Reducing any concerns about the buffer depth: using a Lexar 64GB Professional 1066x UDMA 7 Compact Flash Card (Max. Read/Write Speed: 160/155 MB/s), the 5D Mark IV captured 36 frames in 4.98 seconds to precisely match the rated speed and, great news, far exceed the rated buffer depth. In addition, with this Lexar card installed, additional frames continued to be captured at a 4.4 fps rate. If DPRAW capture is enabled, the frame rate using the same card drops to 4.9 and the buffer wall is hit at only 9 frames. Subsequent frames are captured at a 2.2 fps rate. The larger-sized DPRAW images definitely impact performance in this regard.
 
Using a Lexar 128GB Professional 1000x UHS-II SDXC U3 Memory Card, the 5D Mark IV captured 21 frames in 2.85 seconds to once again match the rated drive speed and also match the UDMA 7 buffer depth rating. Using this card, the post buffer-filled frame rate was 1.6 fps.
 
Using a Sony 32GB Class 10 UHS-I (SF32UX) SDHC Card (Max. Read/Write Speed: 94/45 MB/s), the 5D IV captured a respectable 24 frames in 3.28 seconds to again precisely match the rated drive speed and exceed the rated buffer depth by a few frames. Using this card, the post buffer-filled frame rate was 1.6 fps. So, the slower UHS-I card recorded a higher number of frames before filling the buffer than the faster UHS-II (not-supported) card.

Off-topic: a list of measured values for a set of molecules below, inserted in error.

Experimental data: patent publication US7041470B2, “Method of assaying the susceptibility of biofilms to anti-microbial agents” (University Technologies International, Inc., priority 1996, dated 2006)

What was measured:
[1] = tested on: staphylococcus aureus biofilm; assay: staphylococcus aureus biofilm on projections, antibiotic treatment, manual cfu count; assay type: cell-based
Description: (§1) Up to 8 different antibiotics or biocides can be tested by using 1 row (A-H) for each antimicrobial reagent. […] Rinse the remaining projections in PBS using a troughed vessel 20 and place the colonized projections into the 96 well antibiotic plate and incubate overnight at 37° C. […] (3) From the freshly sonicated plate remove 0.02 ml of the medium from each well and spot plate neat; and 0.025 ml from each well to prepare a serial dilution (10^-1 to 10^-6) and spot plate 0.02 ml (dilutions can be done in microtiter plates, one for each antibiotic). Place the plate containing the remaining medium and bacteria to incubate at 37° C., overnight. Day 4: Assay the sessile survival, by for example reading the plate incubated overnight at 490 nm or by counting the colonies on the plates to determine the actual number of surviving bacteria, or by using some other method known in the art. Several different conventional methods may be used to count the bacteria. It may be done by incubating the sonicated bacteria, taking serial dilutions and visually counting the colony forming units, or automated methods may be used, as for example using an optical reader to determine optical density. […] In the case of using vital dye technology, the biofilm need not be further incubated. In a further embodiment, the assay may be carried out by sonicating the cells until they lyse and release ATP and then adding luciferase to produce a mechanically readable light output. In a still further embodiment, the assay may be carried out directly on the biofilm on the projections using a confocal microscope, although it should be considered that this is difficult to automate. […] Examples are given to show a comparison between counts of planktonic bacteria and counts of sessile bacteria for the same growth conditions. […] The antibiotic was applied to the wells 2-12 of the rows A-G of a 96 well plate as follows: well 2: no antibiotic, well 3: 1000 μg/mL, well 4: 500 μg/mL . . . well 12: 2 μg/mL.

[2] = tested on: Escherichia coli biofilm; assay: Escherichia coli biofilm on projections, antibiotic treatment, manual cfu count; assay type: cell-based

These buffer capacities should be considered best-possible for the referenced cards and your in-the-field results will likely vary, but a fast memory card, especially a fast CF card, definitely makes a difference with this camera.
 
Following are links to MP3 files capturing the sounds of the 5D IV:
 
Canon EOS 5D Mark IV One Shot Mode
Canon EOS 5D Mark IV Burst Mode
Canon EOS 5D Mark IV Silent Mode
Canon EOS 5D Mark IV Silent Burst Mode
Burst Comparison: Canon EOS 5D Mark III compared to IV
 
Camera sounds are recorded using a Tascam DR-07mkII Portable Digital Audio Recorder with record levels set to 50% at -12db gain and positioned 1" behind the rear LCD.
 
The 5D III vs. 5D IV sound comparison illuminates the more-subdued sound of the 5D Mark IV. The silent modes are once again available, but ... with the camera being quieter to begin with, the silent modes don't seem as dramatically quieter in this camera. Live view shooting can be used to further minimalize the 5D Mark IV's audibility.
 
Learn much more about the Canon EOS 5D Mark IV here.
 
You can find Canon 5D Mark IV in stock at these retailers
Posted to: Canon News
Post Date: 9/9/2016 2:16:24 PM CT   Posted By: Bryan
 Thursday, September 8, 2016
Just posted: Zeiss 50mm f/2M Milvus Lens Review.
 
No, I didn't try to time this review with the announcement of three new Zeiss Milvus lenses. Instead of being finsihed with the Milvus reviews (6 so far), it looks like I have more Milvus work incoming. I know – you're feeling sorry for me. ;)
 
B&H has the Zeiss 50mm f/2M Milvus Lens in stock.
Posted to: Canon News,
Post Date: 9/8/2016 9:55:16 AM CT   Posted By: Bryan
 Wednesday, September 7, 2016
Ready for your out of the box experience? Like so many of you, I highly anticipated the arrival of the 5D Mark IV and as has long been my practice, I created a list of setup steps and once again share them with you here. Here are the 41 steps to my Canon EOS 5D Mark IV setup.
 
  1. Open the box, find the battery and charger and plug it in. If you have another charged LP-E6/LP-E6N battery available, you can continue to the battery-required steps without a wait. Or, the supplied battery may have enough charge to take you through these steps if you can't wait.